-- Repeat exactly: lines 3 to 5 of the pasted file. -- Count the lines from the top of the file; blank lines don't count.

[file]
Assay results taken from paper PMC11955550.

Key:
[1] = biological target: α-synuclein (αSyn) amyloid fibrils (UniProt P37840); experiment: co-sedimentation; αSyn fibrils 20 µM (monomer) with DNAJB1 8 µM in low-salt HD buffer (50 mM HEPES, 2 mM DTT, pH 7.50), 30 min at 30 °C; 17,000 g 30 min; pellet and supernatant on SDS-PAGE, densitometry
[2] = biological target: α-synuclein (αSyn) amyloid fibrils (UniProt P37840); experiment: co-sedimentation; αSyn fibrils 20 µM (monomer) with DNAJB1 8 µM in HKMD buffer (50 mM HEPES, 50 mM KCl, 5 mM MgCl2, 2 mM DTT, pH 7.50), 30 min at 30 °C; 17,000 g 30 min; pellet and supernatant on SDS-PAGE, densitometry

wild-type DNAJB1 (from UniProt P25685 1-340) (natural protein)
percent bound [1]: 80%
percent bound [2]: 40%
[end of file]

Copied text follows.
[1] = biological target: α-synuclein (αSyn) amyloid fibrils (UniProt P37840); experiment: co-sedimentation; αSyn fibrils 20 µM (monomer) with DNAJB1 8 µM in low-salt HD buffer (50 mM HEPES, 2 mM DTT, pH 7.50), 30 min at 30 °C; 17,000 g 30 min; pellet and supernatant on SDS-PAGE, densitometry
[2] = biological target: α-synuclein (αSyn) amyloid fibrils (UniProt P37840); experiment: co-sedimentation; αSyn fibrils 20 µM (monomer) with DNAJB1 8 µM in HKMD buffer (50 mM HEPES, 50 mM KCl, 5 mM MgCl2, 2 mM DTT, pH 7.50), 30 min at 30 °C; 17,000 g 30 min; pellet and supernatant on SDS-PAGE, densitometry

wild-type DNAJB1 (from UniProt P25685 1-340) (natural protein)